Golden girl Henning shows teen spirit
Sixteen-year-old speed skater Anne Henning was not the youngest athlete in Sapporo (that honour went to the 13-year-old figure skater Marina Sanaya of the USSR), but she was certainly one of the most extraordinary talents on display. Despite her youth, the American arrived at the Games as the favourite to win the women’s 500m and 1,000m titles. Earlier that year she had broken the world record for both distances.
Henning had started out as a short track skater, but switched to the longer track and proved an instant success. A year earlier she had won the silver medal at the world sprint championships and had set competition records in both her 500m races to confirm herself as a real force on the international stage.
Her first tilt at Olympic gold in the 500m almost came undone thanks to the carelessness of her Canadian race partner, Sylvia Burka, who accidentally impeded the American, forcing her to slow down and readjust her position to avoid a collision. Nonetheless, she still managed to record a stellar time of 43.70 seconds, but was then offered a re-skate because of the obstruction. Henning accepted the offer, and skated an even faster time of 43.33 seconds, to seal the gold medal and set a new Olympic record.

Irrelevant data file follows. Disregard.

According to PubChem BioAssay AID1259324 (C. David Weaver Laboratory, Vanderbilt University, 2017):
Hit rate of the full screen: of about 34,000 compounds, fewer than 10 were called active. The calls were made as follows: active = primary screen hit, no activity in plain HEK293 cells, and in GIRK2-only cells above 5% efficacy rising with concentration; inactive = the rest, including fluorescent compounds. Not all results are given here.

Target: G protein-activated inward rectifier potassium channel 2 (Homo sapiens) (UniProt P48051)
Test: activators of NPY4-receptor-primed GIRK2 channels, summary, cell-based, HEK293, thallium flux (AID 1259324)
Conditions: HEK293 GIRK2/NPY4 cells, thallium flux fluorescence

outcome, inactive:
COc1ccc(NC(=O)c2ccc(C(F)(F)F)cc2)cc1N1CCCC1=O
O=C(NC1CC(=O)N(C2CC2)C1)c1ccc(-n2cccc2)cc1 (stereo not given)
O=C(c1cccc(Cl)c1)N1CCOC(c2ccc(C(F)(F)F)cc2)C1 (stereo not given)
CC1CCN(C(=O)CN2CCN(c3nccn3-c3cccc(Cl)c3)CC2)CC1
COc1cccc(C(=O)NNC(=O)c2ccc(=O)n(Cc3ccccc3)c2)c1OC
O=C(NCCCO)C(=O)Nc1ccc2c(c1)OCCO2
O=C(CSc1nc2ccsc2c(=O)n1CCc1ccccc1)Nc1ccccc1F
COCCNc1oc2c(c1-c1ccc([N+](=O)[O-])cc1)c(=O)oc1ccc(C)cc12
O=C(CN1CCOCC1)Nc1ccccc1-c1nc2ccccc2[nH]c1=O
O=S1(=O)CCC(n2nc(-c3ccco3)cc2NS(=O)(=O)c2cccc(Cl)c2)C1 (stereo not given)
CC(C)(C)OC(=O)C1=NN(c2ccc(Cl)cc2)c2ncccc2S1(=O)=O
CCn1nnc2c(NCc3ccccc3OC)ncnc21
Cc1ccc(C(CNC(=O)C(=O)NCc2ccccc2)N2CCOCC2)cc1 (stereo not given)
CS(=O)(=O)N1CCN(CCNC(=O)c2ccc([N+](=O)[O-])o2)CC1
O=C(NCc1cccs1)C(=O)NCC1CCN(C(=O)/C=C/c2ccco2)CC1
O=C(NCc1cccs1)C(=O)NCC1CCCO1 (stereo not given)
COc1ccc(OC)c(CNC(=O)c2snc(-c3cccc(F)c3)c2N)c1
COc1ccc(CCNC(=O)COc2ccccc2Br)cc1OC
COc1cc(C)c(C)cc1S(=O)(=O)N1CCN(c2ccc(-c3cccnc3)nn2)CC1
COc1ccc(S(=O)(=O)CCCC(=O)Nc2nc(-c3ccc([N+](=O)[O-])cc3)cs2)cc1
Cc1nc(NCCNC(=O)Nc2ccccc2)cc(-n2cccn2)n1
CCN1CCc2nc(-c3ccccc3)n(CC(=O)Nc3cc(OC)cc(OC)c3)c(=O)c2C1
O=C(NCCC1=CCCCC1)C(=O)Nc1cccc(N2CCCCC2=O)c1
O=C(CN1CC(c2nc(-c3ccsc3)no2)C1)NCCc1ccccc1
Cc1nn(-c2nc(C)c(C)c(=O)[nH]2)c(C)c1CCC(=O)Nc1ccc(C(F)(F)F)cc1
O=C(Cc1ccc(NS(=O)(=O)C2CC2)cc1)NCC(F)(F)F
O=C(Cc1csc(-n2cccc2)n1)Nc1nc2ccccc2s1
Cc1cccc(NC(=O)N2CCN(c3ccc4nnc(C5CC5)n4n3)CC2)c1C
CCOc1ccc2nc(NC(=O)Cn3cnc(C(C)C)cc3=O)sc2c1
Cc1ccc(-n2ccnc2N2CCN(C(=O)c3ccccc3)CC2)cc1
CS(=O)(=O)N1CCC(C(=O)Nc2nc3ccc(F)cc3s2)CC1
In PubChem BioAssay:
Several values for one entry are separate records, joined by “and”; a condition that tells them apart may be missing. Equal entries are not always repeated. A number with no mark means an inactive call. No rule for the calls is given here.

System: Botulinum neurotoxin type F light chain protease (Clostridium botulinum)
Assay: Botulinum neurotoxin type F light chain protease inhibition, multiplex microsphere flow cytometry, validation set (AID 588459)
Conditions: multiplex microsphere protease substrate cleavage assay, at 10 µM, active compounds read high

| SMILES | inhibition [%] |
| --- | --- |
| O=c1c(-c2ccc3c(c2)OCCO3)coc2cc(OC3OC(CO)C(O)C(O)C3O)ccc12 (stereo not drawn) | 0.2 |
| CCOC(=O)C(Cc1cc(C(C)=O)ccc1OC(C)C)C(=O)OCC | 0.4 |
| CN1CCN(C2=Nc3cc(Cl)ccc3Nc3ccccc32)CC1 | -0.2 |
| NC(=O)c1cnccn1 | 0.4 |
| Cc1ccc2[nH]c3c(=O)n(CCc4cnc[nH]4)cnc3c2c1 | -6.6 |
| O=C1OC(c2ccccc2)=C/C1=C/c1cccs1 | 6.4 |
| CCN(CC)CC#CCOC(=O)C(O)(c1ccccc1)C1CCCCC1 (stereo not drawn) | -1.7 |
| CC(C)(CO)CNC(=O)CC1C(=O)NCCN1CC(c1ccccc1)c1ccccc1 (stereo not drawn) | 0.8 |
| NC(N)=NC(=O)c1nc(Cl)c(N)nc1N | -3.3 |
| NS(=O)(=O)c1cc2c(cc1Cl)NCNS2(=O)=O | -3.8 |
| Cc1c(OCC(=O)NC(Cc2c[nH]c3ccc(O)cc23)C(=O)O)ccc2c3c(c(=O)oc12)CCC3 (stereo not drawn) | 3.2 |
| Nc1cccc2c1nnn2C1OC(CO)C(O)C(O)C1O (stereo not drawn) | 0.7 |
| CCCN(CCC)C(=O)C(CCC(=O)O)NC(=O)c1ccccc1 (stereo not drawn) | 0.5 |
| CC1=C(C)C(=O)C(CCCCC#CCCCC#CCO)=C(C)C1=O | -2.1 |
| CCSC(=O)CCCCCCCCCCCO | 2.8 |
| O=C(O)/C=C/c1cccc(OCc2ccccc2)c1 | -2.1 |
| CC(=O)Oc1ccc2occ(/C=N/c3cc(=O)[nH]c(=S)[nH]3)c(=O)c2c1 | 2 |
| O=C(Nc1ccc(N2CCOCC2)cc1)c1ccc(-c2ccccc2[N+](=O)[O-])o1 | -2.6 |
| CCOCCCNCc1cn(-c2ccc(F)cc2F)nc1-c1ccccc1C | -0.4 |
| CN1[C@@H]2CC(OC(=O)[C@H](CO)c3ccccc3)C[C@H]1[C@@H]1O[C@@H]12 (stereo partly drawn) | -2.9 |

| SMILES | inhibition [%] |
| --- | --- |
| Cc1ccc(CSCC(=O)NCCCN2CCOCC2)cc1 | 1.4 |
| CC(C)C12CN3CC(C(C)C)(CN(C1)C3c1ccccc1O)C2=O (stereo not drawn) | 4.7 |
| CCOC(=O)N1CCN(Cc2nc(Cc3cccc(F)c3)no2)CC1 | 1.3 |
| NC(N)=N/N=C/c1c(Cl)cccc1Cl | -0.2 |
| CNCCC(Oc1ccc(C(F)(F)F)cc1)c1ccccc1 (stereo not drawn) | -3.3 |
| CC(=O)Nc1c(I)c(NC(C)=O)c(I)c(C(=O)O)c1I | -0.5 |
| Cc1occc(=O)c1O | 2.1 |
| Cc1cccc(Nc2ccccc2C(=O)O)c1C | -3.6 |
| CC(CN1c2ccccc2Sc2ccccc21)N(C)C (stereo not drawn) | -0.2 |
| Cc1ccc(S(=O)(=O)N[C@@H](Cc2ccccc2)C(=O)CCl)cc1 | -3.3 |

In fact, her first time would also have been good enough to give her the title, but it mattered little to Henning, who became the youngest champion in the history of Olympic speed skating.
The following day came the 1,000m event. Henning said her legs were still sore from the effort of her two 500m races. Instead of taking a second gold medal, she had to be content with a bronze behind the winner West Germany’s Monika Pflug and Atje Keulen-Deelstra of the Netherlands.
And that was that for Henning. Almost as quickly as she had appeared on the international sporting stage, she decided to leave it, still aged just 16. She later became a teacher in Colorado.